HSBC’s Noel Quinn (left) took home £10.6m last year, while Citigroup boss Jane Fraser (right) earned more than £20m.
Two of Britain’s top bankers took home bumper pay packages in 2023.
HSBC almost doubled its chief executive’s salary, while the British woman in charge of Citigroup – dubbed the “First Lady of Wall Street” – earned more than £20 million last year.
HSBC’s Noel Quinn saw his profits soar to £10.6m from £5.6m in 2022.
And Citigroup boss Jane Fraser – the first woman to run a major US investment bank – got a 6 per cent rise to £20.6m.
Fraser, who is Scottish, received £19.4m in 2022. The increase came after what the board said was “the most significant set of changes to its organizational and management model since the 2008 financial crisis.” .
Fraser, who began his career at Goldman Sachs before joining consultancy McKinsey, earned a base salary of £1.2m and bonuses of £19.4m despite a 40 per cent drop in Citi’s profits during the year as it reorganized, eliminating 20,000 jobs.
The board said the package “reflects its belief that Ms. Fraser’s strategic and other priorities are strong and that she is executing them promptly and thoughtfully, with a view to driving long-term sustainable growth, improved returns and higher security and solidity”.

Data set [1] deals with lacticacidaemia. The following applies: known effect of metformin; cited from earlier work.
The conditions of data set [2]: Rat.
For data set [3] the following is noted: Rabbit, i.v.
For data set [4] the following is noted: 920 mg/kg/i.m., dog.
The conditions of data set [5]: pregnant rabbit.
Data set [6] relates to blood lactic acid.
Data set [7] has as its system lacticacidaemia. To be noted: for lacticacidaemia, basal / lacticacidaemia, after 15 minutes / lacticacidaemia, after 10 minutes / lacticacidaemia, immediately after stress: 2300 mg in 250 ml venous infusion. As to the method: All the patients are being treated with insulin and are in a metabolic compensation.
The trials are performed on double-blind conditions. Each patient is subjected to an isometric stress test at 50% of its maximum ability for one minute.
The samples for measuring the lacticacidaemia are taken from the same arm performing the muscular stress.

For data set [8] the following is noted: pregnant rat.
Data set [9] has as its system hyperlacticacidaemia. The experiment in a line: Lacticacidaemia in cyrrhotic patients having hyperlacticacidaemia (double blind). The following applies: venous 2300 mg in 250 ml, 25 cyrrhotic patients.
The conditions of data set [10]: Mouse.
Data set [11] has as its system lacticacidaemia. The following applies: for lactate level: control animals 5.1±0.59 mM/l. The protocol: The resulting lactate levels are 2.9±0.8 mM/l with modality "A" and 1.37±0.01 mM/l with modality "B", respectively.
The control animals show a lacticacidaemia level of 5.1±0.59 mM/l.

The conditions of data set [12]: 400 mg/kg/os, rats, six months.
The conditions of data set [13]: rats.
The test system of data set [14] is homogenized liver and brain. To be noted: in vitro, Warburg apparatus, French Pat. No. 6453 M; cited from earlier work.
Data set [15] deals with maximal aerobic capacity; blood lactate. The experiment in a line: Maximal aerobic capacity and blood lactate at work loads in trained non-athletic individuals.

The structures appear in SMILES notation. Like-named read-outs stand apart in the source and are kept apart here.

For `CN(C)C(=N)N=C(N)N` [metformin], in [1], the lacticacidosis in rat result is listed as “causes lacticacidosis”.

Quinn’s salary almost doubled as HSBC announced record pre-tax profits and raised its bonus pool to its highest level in a decade. The £3bn set aside was more than rivals.
HSBC said it reflected better performance: Barclays this week cut its portfolio by 3 per cent to £1.75 billion.
Quinn, a 37-year HSBC veteran, said he did not decide his own package, which is set by the board and approved by shareholders, and much of it is performance-based.
He said: ‘2023 was a very strong performance and that is reflected in my personal remuneration. “Many of the long-term incentives awarded three years ago had very clear performance metrics and those metrics are what drove what was awarded.”